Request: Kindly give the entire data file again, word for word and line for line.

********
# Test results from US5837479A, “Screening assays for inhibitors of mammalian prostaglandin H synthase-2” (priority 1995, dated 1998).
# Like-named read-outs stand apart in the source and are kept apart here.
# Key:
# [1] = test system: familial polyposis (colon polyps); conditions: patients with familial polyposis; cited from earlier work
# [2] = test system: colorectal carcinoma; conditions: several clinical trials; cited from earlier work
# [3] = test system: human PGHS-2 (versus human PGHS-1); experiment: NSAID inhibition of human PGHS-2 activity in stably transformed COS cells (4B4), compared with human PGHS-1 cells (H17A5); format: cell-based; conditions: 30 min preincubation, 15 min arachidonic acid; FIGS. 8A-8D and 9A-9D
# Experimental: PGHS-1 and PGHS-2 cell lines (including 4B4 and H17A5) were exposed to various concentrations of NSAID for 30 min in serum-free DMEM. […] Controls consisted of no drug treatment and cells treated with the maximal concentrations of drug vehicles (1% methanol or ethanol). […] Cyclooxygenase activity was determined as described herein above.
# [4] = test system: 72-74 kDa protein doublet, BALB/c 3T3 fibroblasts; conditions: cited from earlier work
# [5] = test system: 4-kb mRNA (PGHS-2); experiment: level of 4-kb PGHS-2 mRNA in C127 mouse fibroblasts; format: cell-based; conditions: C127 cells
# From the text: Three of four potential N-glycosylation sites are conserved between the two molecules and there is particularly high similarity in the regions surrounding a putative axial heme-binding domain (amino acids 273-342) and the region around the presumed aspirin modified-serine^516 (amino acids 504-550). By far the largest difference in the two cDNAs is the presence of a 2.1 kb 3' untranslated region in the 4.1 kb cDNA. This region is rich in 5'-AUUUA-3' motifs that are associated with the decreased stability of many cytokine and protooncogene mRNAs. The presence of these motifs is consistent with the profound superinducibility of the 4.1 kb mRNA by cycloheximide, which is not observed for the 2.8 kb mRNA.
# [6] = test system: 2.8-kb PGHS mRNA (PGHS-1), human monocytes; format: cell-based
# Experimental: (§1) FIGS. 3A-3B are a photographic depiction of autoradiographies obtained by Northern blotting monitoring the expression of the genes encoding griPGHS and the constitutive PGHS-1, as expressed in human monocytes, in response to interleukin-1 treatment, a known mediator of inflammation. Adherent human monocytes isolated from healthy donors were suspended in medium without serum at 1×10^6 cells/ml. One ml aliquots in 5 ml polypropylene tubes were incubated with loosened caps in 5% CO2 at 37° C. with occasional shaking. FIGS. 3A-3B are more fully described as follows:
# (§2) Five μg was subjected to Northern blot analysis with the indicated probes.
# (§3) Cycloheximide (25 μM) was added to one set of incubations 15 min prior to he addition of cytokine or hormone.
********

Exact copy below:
# Test results from US5837479A, “Screening assays for inhibitors of mammalian prostaglandin H synthase-2” (priority 1995, dated 1998).
# Like-named read-outs stand apart in the source and are kept apart here.
# Key:
# [1] = test system: familial polyposis (colon polyps); conditions: patients with familial polyposis; cited from earlier work
# [2] = test system: colorectal carcinoma; conditions: several clinical trials; cited from earlier work
# [3] = test system: human PGHS-2 (versus human PGHS-1); experiment: NSAID inhibition of human PGHS-2 activity in stably transformed COS cells (4B4), compared with human PGHS-1 cells (H17A5); format: cell-based; conditions: 30 min preincubation, 15 min arachidonic acid; FIGS. 8A-8D and 9A-9D
# Experimental: PGHS-1 and PGHS-2 cell lines (including 4B4 and H17A5) were exposed to various concentrations of NSAID for 30 min in serum-free DMEM. […] Controls consisted of no drug treatment and cells treated with the maximal concentrations of drug vehicles (1% methanol or ethanol). […] Cyclooxygenase activity was determined as described herein above.
# [4] = test system: 72-74 kDa protein doublet, BALB/c 3T3 fibroblasts; conditions: cited from earlier work
# [5] = test system: 4-kb mRNA (PGHS-2); experiment: level of 4-kb PGHS-2 mRNA in C127 mouse fibroblasts; format: cell-based; conditions: C127 cells
# From the text: Three of four potential N-glycosylation sites are conserved between the two molecules and there is particularly high similarity in the regions surrounding a putative axial heme-binding domain (amino acids 273-342) and the region around the presumed aspirin modified-serine^516 (amino acids 504-550). By far the largest difference in the two cDNAs is the presence of a 2.1 kb 3' untranslated region in the 4.1 kb cDNA. This region is rich in 5'-AUUUA-3' motifs that are associated with the decreased stability of many cytokine and protooncogene mRNAs. The presence of these motifs is consistent with the profound superinducibility of the 4.1 kb mRNA by cycloheximide, which is not observed for the 2.8 kb mRNA.
# [6] = test system: 2.8-kb PGHS mRNA (PGHS-1), human monocytes; format: cell-based
# Experimental: (§1) FIGS. 3A-3B are a photographic depiction of autoradiographies obtained by Northern blotting monitoring the expression of the genes encoding griPGHS and the constitutive PGHS-1, as expressed in human monocytes, in response to interleukin-1 treatment, a known mediator of inflammation. Adherent human monocytes isolated from healthy donors were suspended in medium without serum at 1×10^6 cells/ml. One ml aliquots in 5 ml polypropylene tubes were incubated with loosened caps in 5% CO2 at 37° C. with occasional shaking. FIGS. 3A-3B are more fully described as follows:
# (§2) Five μg was subjected to Northern blot analysis with the indicated probes.
# (§3) Cycloheximide (25 μM) was added to one set of incubations 15 min prior to he addition of cytokine or hormone.